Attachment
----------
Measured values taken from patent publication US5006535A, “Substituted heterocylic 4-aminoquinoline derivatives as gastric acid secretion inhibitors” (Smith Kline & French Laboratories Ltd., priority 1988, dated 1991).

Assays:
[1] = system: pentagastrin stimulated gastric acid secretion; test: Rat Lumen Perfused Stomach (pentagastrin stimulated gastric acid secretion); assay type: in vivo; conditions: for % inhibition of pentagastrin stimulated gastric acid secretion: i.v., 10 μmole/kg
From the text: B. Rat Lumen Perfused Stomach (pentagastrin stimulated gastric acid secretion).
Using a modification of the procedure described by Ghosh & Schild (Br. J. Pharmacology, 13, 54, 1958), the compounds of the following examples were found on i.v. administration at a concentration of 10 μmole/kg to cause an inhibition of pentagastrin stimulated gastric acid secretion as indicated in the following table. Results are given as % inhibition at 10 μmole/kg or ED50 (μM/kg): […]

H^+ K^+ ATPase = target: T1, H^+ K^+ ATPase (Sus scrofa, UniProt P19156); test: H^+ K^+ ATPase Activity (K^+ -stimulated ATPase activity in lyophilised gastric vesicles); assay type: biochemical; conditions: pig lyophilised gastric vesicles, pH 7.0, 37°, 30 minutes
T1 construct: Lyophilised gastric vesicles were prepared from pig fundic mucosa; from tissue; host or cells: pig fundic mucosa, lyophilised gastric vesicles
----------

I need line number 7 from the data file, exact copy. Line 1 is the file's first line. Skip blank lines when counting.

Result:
T1 construct: Lyophilised gastric vesicles were prepared from pig fundic mucosa; from tissue; host or cells: pig fundic mucosa, lyophilised gastric vesicles